French Saddle Horse

Origin: France.

Height: 15.2-1 6.3hh.

Color: Usually chestnut or bay, but can be any color.

Character: Brave, calm, good-tempered.

Physique: Strong saddle horse of hunter type. Head broad with wide-set eyes, tapering to a comparatively narrow muzzle. Ears long and alert. Long strong neck well set into powerful, sloping shoulders. Good, roomy chest and deep girth. Back fairly long and well-ribbed-up. Muscular hindquarters.Legs long, with excellent bone and hocks well let down.

It would be wrong to suggest that the Norman, the Anglo-Norman, and the French Saddle Horse are the same. They are included under one heading because they are all developments on the same theme, with precisely-defined points marking a transition from one sort to another. To confuse the issue, there are two very different types of the horse both bearing the name Norman, one a lightweight saddle horse and the other a cob so strong and stocky that it would be more appropriately listed under the heading of -Cold-Blood”.

To dispense with the Norman Cob, it is a muscular Draft animal of good conformation, standing about 1611h; an active horse with a free, high action, a good disposition, and lots of stamina. Hereinafter the name Norman should be taken to apply to the saddle type, except where otherwise specified.

As long as 1,000 years ago there appears to have existed in France a good, solid, spirited animal of the heavy Draft type called the Norman horse. William the Conqueror is said to have brought it to England as a war horse. Quite possibly this was the famous Great Horse from which the British heavy Draft breeds are descended. Its decline through the Middle Ages, especially when maneuverability took precedence over heavy armor and the Draft breeds lost their value as military mounts, is obscure, but during the 16th and 17th centuries, the Norman horse emerges again as a useful, rather common, working animal.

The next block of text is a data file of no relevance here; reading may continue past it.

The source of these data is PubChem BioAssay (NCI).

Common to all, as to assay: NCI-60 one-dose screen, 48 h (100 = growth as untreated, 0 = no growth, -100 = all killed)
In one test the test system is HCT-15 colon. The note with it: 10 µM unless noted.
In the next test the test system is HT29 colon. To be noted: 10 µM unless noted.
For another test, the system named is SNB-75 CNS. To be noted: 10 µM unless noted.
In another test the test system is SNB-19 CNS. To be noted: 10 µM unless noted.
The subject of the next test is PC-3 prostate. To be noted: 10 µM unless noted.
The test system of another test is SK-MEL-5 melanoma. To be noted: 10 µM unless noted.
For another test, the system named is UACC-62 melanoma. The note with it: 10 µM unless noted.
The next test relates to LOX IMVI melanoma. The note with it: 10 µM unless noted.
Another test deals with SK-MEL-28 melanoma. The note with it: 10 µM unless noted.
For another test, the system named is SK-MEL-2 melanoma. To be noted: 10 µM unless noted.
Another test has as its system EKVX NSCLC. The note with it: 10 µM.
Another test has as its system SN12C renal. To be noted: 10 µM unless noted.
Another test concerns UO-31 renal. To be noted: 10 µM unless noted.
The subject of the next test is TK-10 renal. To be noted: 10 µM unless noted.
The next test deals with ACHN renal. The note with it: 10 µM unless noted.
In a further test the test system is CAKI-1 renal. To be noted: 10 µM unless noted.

In the 17th century, importations of German and Scandinavian stallions, also Arab’s arid Barbs to a lesser extent, were bred onto theNorman mares to produce a riding type of great stamina, while 1 8th- and19th-century additions of English blood in the form of the Thoroughbred, the Norfolk Trotter, and hunter types led to the formation of the Anglo-Norman; which, judging by appearances, is at least half Thoroughbred.

The original intention behind all this interbreeding seems to have been the production of a quality coach horse, and when motorization threatened the coach horse breeders the focus pivoted to the cavalry remount market. At about this time, the split seems to have occurred between the Anglo-Norman saddle horse and the French Trotter.

Selectively bred for the saddle, and improved by top-quality -Thorough-bred stallions, the Anglo-Norman has in recent times proved itself an excellent cross-country horse. It is still popular as a cavalry horse, selling annually to the Swiss army but its roost spectacular modern successes are in the worlds of three-day-eventing and showjumping.

See more: Freiberger Saddle Horse

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